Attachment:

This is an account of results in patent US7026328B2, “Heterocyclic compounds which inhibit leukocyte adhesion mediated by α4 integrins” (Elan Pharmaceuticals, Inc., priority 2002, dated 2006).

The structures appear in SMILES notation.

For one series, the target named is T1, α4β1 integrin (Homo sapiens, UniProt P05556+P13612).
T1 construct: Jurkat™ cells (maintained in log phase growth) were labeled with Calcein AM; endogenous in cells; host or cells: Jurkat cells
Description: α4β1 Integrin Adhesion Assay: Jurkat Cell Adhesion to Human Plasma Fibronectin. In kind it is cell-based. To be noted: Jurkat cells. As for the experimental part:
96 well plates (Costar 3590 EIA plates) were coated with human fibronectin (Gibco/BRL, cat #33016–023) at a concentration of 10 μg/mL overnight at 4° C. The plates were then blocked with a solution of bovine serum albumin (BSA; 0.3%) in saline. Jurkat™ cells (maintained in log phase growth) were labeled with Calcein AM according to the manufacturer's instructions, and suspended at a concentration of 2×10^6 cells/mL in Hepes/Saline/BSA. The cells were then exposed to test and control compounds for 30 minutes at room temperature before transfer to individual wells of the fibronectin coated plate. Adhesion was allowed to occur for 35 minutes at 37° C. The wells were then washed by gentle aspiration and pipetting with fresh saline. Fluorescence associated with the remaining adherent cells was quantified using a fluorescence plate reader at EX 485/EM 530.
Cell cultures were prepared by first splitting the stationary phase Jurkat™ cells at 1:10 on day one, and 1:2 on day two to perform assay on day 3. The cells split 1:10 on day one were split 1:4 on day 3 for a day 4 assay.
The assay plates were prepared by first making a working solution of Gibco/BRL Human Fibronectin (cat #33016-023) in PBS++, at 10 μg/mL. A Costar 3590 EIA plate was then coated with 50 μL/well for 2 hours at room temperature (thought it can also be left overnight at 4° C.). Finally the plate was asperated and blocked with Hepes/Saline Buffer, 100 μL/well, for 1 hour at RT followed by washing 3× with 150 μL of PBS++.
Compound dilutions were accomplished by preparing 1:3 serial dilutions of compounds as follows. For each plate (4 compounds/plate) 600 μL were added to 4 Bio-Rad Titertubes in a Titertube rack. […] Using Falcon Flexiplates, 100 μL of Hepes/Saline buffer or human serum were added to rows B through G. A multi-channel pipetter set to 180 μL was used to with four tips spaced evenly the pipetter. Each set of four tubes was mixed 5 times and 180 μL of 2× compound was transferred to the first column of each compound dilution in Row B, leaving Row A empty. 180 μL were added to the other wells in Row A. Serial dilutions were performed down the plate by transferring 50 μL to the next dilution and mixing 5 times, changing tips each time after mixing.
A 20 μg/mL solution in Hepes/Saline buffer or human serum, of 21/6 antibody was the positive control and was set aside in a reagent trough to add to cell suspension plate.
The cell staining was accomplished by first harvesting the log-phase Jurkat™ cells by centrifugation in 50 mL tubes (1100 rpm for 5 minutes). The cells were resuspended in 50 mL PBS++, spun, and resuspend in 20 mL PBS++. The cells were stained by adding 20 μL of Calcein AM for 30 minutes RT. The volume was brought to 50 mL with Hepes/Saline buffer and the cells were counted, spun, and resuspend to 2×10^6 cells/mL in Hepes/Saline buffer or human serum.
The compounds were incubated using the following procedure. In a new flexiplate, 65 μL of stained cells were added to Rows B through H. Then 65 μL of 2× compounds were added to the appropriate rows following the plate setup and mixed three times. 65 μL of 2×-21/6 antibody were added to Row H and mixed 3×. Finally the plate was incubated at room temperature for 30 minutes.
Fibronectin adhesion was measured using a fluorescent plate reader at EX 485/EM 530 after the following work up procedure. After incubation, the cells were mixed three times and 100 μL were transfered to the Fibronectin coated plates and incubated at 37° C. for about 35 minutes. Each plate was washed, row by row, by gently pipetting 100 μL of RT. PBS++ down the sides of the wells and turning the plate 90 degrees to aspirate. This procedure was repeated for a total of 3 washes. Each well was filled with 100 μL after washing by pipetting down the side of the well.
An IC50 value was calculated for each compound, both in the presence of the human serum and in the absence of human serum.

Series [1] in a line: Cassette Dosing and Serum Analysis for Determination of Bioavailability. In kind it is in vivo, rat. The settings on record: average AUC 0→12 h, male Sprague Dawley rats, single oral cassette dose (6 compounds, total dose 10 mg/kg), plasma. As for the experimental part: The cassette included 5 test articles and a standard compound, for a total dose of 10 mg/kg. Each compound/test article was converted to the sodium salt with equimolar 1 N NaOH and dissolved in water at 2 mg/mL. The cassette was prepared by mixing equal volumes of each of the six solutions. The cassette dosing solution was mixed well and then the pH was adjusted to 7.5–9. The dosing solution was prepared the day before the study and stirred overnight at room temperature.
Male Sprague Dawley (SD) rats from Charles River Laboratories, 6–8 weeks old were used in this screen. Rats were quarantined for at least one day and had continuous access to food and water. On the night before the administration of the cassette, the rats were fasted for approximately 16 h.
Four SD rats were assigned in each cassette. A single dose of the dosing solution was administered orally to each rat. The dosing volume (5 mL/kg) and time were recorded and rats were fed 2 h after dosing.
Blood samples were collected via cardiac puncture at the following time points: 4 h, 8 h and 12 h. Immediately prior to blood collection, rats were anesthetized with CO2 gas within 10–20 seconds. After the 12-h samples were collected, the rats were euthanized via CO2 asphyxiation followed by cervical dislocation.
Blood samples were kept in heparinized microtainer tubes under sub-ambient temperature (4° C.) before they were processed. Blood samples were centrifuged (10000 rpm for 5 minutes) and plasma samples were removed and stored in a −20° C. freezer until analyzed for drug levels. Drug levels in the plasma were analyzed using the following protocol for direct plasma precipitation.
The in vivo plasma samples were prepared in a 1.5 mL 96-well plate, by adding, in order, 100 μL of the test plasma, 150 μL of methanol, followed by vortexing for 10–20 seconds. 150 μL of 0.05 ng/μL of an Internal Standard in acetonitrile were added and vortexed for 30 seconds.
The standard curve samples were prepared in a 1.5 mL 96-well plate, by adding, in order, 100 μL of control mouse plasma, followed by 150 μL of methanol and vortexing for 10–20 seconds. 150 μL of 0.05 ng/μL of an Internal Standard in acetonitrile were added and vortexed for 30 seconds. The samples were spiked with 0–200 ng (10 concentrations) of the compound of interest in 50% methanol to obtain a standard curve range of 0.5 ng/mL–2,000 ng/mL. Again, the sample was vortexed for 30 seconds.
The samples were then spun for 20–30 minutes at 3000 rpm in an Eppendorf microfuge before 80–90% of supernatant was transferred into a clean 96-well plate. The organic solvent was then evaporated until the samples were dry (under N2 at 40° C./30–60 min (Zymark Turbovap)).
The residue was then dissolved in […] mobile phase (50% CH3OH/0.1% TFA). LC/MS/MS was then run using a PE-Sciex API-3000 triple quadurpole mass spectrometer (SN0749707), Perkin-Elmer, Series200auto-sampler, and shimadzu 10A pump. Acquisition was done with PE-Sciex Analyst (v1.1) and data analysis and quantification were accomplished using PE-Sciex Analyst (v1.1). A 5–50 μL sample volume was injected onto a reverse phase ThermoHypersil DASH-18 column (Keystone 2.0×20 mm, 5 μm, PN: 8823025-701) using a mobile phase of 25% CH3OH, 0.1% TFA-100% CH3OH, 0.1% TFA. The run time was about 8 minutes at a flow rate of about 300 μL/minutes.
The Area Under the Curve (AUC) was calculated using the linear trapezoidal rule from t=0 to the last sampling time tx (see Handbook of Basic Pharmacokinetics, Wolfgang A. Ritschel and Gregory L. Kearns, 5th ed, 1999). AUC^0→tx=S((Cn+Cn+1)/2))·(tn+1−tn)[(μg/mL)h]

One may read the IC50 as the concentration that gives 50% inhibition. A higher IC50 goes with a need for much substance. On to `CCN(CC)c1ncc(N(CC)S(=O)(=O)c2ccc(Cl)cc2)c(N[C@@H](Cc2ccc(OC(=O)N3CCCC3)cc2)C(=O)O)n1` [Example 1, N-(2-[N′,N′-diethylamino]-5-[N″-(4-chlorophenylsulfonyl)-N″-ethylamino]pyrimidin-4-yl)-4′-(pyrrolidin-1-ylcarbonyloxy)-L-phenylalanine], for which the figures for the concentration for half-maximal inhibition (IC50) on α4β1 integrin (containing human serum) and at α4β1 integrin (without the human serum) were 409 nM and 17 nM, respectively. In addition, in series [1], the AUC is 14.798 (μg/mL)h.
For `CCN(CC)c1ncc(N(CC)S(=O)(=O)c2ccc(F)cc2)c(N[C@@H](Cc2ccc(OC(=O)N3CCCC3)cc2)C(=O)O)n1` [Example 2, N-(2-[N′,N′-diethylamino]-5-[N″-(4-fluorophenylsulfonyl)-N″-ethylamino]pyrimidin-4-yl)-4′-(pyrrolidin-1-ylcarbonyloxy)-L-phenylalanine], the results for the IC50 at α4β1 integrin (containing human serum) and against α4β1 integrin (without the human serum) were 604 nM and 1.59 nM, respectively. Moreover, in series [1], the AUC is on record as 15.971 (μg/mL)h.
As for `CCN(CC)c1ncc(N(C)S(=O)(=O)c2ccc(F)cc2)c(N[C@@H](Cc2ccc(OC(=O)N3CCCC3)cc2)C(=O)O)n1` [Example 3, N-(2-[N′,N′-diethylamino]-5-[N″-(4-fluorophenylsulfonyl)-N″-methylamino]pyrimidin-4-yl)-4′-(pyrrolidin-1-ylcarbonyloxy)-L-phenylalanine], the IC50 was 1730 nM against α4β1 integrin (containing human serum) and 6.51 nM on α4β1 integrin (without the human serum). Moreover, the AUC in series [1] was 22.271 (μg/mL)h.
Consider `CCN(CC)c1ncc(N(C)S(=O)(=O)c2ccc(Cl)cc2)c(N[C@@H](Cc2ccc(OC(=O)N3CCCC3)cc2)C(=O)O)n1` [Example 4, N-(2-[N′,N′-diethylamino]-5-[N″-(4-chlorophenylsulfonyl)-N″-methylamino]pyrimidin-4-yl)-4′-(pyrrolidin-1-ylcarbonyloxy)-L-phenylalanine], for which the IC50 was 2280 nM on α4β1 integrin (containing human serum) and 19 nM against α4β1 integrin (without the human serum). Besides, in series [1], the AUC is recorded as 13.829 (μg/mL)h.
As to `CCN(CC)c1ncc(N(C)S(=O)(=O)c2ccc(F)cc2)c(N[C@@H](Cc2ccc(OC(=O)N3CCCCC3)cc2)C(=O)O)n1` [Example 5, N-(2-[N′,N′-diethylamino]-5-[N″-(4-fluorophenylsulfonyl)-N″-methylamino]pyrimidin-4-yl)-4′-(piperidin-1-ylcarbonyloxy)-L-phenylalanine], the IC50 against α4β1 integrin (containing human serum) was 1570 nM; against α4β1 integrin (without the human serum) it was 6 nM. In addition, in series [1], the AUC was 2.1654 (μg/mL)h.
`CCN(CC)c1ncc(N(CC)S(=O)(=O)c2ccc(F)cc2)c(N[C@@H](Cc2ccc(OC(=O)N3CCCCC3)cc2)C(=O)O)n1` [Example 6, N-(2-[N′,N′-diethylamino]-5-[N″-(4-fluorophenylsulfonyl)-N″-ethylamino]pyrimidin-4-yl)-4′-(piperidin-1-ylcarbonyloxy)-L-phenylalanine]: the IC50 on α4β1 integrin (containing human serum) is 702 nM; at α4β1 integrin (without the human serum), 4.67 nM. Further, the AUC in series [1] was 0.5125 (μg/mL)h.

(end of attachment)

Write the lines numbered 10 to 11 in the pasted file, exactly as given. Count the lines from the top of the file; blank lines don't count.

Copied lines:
A 20 μg/mL solution in Hepes/Saline buffer or human serum, of 21/6 antibody was the positive control and was set aside in a reagent trough to add to cell suspension plate.
The cell staining was accomplished by first harvesting the log-phase Jurkat™ cells by centrifugation in 50 mL tubes (1100 rpm for 5 minutes). The cells were resuspended in 50 mL PBS++, spun, and resuspend in 20 mL PBS++. The cells were stained by adding 20 μL of Calcein AM for 30 minutes RT. The volume was brought to 50 mL with Hepes/Saline buffer and the cells were counted, spun, and resuspend to 2×10^6 cells/mL in Hepes/Saline buffer or human serum.